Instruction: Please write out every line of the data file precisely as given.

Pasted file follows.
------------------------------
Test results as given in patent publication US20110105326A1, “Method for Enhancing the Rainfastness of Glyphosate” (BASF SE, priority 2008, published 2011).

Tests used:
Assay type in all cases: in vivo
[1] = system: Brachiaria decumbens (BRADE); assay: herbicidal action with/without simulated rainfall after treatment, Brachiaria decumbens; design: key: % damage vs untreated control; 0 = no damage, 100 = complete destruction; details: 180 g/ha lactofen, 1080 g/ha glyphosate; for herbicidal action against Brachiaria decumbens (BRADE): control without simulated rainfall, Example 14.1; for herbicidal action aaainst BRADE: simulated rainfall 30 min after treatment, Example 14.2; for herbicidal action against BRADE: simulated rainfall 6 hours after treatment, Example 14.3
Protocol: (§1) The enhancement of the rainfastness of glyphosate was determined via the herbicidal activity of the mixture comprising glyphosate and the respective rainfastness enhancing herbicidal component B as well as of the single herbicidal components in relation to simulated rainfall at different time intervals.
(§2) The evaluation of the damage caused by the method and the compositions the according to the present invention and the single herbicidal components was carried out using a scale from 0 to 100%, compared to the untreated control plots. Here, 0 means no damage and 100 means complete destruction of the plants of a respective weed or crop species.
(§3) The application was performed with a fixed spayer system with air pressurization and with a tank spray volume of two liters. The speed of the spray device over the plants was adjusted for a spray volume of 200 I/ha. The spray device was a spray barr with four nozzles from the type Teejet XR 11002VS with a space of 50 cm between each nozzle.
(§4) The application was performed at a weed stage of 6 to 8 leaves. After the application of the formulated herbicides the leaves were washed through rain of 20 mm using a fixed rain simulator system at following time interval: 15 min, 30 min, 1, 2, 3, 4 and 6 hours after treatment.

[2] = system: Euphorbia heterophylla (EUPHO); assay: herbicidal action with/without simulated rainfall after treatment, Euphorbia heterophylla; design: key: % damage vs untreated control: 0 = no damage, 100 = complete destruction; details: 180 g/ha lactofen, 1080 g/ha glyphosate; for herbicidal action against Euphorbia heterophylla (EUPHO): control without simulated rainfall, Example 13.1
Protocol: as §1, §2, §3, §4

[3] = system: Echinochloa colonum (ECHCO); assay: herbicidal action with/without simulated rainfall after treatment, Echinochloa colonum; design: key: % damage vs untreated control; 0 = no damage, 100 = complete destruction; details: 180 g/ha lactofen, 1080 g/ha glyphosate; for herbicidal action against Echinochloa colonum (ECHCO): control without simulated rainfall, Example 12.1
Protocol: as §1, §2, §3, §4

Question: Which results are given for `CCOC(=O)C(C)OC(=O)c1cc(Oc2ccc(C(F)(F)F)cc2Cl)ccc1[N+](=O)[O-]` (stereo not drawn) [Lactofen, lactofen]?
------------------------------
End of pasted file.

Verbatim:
Test results as given in patent publication US20110105326A1, “Method for Enhancing the Rainfastness of Glyphosate” (BASF SE, priority 2008, published 2011).

Tests used:
Assay type in all cases: in vivo
[1] = system: Brachiaria decumbens (BRADE); assay: herbicidal action with/without simulated rainfall after treatment, Brachiaria decumbens; design: key: % damage vs untreated control; 0 = no damage, 100 = complete destruction; details: 180 g/ha lactofen, 1080 g/ha glyphosate; for herbicidal action against Brachiaria decumbens (BRADE): control without simulated rainfall, Example 14.1; for herbicidal action aaainst BRADE: simulated rainfall 30 min after treatment, Example 14.2; for herbicidal action against BRADE: simulated rainfall 6 hours after treatment, Example 14.3
Protocol: (§1) The enhancement of the rainfastness of glyphosate was determined via the herbicidal activity of the mixture comprising glyphosate and the respective rainfastness enhancing herbicidal component B as well as of the single herbicidal components in relation to simulated rainfall at different time intervals.
(§2) The evaluation of the damage caused by the method and the compositions the according to the present invention and the single herbicidal components was carried out using a scale from 0 to 100%, compared to the untreated control plots. Here, 0 means no damage and 100 means complete destruction of the plants of a respective weed or crop species.
(§3) The application was performed with a fixed spayer system with air pressurization and with a tank spray volume of two liters. The speed of the spray device over the plants was adjusted for a spray volume of 200 I/ha. The spray device was a spray barr with four nozzles from the type Teejet XR 11002VS with a space of 50 cm between each nozzle.
(§4) The application was performed at a weed stage of 6 to 8 leaves. After the application of the formulated herbicides the leaves were washed through rain of 20 mm using a fixed rain simulator system at following time interval: 15 min, 30 min, 1, 2, 3, 4 and 6 hours after treatment.

[2] = system: Euphorbia heterophylla (EUPHO); assay: herbicidal action with/without simulated rainfall after treatment, Euphorbia heterophylla; design: key: % damage vs untreated control: 0 = no damage, 100 = complete destruction; details: 180 g/ha lactofen, 1080 g/ha glyphosate; for herbicidal action against Euphorbia heterophylla (EUPHO): control without simulated rainfall, Example 13.1
Protocol: as §1, §2, §3, §4

[3] = system: Echinochloa colonum (ECHCO); assay: herbicidal action with/without simulated rainfall after treatment, Echinochloa colonum; design: key: % damage vs untreated control; 0 = no damage, 100 = complete destruction; details: 180 g/ha lactofen, 1080 g/ha glyphosate; for herbicidal action against Echinochloa colonum (ECHCO): control without simulated rainfall, Example 12.1
Protocol: as §1, §2, §3, §4

Question: Which results are given for `CCOC(=O)C(C)OC(=O)c1cc(Oc2ccc(C(F)(F)F)cc2Cl)ccc1[N+](=O)[O-]` (stereo not drawn) [Lactofen, lactofen]?